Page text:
In 2009, we launched the International Mobile Film Festival in San Diego as a platform for all humans around the world. It was soon after launching, in the same year, that the idea of "Community Stories" was conceived.
We felt that the power of storytelling could empower humanity as a whole. We knew "cell phones" were accessible by almost all individuals, globally. It was that realization that moved us to create the very first category suggestion for the festival.
IMFF had no preconceived categories because we wanted to expand the creativity of expression as creators without hinting at what types of films one could make using a mobile phone camera.
Our goal was to challenge everyone to think "Big." That's why we told the world: Make a movie with your cell phone and we'll screen it on a big screen in San Diego and roll out the red carpet for you.
The idea of Community Stories was a bit personal for festival founder, Susy Botello.
"I was working in the video production industry at the time. I was editing interviews and B roll from local communities, in San Diego. Their stories seemed to have no voice outside of the videos we created for our client. As I launched the festival, I thought, 'What if a community member could share the story of their community themselves, from their own perspective, using a mobile phone camera and I could present it in our film festival?'"
Later, it became the first official category for IMFF, and we began to promote it. The story could be something good, a need, educational, cultural, etc. But it took some time for people to submit films directly to this category.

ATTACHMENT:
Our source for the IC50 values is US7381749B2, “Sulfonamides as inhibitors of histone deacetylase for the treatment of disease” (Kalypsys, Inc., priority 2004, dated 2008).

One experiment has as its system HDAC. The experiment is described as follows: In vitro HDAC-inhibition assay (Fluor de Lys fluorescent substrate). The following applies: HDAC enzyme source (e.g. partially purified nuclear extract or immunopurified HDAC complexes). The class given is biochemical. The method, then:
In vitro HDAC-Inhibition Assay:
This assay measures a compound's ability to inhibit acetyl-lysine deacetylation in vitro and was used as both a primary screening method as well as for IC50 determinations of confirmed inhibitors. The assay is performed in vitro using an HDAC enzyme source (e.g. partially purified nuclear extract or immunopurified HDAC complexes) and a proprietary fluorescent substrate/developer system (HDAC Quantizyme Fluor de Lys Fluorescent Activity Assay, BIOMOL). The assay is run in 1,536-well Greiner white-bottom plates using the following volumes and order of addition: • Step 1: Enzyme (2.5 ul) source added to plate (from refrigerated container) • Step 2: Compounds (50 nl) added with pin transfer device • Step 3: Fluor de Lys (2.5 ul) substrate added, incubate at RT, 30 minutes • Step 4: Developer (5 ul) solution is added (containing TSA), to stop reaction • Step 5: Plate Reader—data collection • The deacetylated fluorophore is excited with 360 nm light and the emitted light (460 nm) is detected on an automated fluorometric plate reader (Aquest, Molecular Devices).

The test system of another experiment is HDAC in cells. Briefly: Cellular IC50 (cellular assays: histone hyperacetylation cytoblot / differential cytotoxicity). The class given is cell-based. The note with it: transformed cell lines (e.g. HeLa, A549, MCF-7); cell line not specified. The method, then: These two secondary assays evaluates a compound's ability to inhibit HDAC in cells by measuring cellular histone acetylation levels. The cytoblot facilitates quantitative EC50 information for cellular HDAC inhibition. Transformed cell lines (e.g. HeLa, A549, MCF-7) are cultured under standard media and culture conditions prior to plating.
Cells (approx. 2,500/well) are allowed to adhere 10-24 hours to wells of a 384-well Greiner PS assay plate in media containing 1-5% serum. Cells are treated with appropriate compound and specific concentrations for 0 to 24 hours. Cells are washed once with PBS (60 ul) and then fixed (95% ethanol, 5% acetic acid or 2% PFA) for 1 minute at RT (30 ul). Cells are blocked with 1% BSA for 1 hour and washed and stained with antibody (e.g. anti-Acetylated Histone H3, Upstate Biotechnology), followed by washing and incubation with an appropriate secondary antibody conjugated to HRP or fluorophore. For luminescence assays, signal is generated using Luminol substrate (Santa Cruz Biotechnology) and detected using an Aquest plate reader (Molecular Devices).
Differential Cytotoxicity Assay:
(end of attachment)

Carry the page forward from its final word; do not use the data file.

It was in 2014 that the first Community Story was screened in our film festival. "Himalayan Tsunami" was shot with the Samsung GT-N7100 in 2013. Shiva Prasad, from India, shared his personal story in a documentary as it unfolded. He captured the events with his cell phone camera. The film won second prize during IMFF 2014, and to this day he maintains a good communication with festival founder, Susy Botello.
You can read the story about his experience making the film.
Throughout each film festival we try to select one film in the category to feature during the festival. In IMFF 2021, Razi Uddin from Iran won the Third Place Award in the short film competition with his documentary, A Train to Home: "Memories and fears of the people whose houses were demolished in an attempt to revive Karachi circular railway."
In 2019, Alexandra Guillossou shared a story about her family dealing with her brother who suffers from secondary-progressive MS and his struggle. The short documentary, "The Deepest Cut," won second Prize. Alexandra came to San Diego from Missouri with her husband and daughter to share the story of making her film, which she shot with her iPhone 6. It was a bit of a tear-jerker for us, and attendees. You can read more about it in this article.
Find out about our film festival transformation beginning with IMFF 2022.
Submissions for the 11th annual edition of San Diego's International Mobile Film Festival are currently open. Submit a short film, shot with a smartphone camera to the Community Stories Category for #MFF2022SanDiego. Deadlines vary for Short Film Competition and Feature Film Competition. The Community Stories category is expressly for the short film competition. Who better to share your story than you?
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